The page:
Why go Wwoofing? (And What to Look Out For)

IMG_1141[1]Wwoofing (World Wide Opportunities on Organic Farms) is something I’ve always wanted to do. and I can finally check it off my list! It was, overall, a fantastic experience that I would do again if I ever wanted to travel cheaply and volunteer at the same time. I became a Wwoofer through Wwoof USA but there is also Wwoof International and, for some reason Hawaii is special with their own Wwoof Hawaii. I started Wwoofing in North Carolina unsure of how long I’d tour, whether I’d travel to other states or not. Turned out, I loved North Carolina farms so much that I stayed for the whole two months! Below is a list of reasons why Wwoofing is a great experience, followed by things to expect/be aware of.
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Roots

My favorite part about walking around Blue Heron Farm is the houses. I see the way people have established roots, some of them deeper than others. There is a little twelve by twelve cabin inhabited by a man who spent only $1000 to build it. The house has all the basic needs, shelter, a stove, a toilet, a shower, and a bed. So few check marks on a short list of needs. And a lot of those needs are rough definitions: A toilet, meaning a hole in the ground, a shower, meaning a hose hanging on the back of the house, and a bed, meaning a mattress sitting on a wooden crate.

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The Travel Test

The first weekend Taylor and I traveled alone together was to Montreal for the Osheaga Music Festival last August. Towards the beginning of the drive, I was eating a cookie and using the paper directions on my lap as a plate to catch the crumbs. When I was done, I rolled the window down to let the crumbs out and with no regard to how fast we were going, leaned the papers into the wind. They instantly flew out of my fingers, disappearing behind us.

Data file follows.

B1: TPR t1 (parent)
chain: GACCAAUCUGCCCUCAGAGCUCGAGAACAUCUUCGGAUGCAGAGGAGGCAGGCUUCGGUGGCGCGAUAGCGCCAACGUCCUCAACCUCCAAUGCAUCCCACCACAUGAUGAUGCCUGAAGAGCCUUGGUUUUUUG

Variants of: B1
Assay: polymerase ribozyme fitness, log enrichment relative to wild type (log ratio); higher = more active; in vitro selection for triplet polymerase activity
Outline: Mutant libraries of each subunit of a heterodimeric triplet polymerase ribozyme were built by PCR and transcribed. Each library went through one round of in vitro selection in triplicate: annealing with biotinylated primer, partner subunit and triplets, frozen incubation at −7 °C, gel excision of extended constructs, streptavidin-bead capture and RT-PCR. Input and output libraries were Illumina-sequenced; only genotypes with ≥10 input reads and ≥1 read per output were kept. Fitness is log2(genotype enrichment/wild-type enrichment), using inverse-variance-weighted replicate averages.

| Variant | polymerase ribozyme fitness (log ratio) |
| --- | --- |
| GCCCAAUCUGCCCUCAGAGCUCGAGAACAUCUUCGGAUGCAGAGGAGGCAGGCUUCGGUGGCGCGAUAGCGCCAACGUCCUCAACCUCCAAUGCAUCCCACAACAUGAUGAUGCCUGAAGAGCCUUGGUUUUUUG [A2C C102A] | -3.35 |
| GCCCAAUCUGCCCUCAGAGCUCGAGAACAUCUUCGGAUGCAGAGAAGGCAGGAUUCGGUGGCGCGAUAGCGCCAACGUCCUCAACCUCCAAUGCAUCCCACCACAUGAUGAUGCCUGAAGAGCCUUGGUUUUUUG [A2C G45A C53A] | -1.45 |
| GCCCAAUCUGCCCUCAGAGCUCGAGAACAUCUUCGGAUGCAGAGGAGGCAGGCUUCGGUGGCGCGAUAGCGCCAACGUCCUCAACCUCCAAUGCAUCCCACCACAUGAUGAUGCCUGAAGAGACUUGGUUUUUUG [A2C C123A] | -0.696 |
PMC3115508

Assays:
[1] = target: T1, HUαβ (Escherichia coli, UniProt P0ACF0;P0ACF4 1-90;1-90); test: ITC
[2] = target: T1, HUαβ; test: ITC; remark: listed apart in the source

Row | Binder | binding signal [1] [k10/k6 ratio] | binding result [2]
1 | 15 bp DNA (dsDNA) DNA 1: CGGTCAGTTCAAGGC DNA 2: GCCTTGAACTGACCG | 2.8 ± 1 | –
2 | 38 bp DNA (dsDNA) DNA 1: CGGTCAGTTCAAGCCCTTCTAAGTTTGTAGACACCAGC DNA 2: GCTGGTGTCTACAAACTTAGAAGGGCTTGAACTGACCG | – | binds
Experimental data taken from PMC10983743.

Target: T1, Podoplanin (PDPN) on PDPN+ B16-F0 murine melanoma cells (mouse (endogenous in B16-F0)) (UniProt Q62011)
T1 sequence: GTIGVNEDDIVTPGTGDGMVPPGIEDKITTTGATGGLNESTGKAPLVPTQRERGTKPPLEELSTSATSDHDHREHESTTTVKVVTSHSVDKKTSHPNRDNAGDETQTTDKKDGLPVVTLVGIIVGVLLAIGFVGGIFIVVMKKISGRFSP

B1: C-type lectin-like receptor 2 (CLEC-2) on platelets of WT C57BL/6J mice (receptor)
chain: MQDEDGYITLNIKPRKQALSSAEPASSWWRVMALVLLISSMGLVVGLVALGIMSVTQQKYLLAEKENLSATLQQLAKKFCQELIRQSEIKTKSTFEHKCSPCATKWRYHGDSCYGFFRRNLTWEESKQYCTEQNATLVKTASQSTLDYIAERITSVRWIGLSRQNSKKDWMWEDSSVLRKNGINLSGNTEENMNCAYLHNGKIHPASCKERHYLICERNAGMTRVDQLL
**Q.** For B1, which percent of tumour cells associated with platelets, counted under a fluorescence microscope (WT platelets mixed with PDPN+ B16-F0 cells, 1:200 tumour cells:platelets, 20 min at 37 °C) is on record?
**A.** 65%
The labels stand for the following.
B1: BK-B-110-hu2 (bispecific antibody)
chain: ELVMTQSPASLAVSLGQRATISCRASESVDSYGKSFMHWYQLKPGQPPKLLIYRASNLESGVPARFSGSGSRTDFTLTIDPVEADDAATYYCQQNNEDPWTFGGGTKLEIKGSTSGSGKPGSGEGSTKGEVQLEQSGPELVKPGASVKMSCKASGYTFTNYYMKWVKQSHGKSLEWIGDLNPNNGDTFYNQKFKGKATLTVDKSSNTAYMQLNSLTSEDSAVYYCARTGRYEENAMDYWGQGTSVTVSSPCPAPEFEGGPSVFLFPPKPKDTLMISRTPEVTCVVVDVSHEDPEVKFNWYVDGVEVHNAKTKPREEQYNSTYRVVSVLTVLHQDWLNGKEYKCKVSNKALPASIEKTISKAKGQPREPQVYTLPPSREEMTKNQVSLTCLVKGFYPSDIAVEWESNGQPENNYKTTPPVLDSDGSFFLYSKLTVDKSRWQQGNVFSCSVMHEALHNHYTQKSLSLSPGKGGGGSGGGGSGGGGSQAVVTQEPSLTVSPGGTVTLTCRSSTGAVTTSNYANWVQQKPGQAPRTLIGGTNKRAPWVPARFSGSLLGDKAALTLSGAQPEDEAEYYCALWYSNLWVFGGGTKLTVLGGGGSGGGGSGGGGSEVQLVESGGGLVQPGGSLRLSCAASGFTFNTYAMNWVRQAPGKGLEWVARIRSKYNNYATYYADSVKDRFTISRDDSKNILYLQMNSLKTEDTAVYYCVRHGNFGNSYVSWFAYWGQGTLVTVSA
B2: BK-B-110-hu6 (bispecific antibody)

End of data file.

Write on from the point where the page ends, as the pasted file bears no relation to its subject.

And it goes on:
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House Sitting Times

For the past few weeks, Taylor and I have been living and working on Blue Heron Farm as Wwoofers. For the month of December, we are house sitting for our neighbors, who are away visiting family. Built by an old farmer, the house is cute and cozy, although, quirky and simple, in lack of traditional comforts. Fortunately, Taylor and I are used to living without things like plumbing and heat.IMG_1240

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My New Appreciation for Spinach

Meredith, owner of Granite Springs Farm, took a mesh bag full of spinach out of the washer machine. It’s a common practice among the local farms, to wash vegetables in a bathtub and put them on spin cycle in the washer.

Spinach at Granite Springs grows both outside and in the hoop house. It was the first time I had ever seen spinach before sitting in bags in a grocery store. Growing up, it just appeared in my fridge, and my whole life I never wondered where it came from or what it looked like before that point. Working on a farm, I find myself infantile. My questions of, what’s this? This is broccoli? These are brussel sprouts? THIS is SPINACH?!IMG_1147
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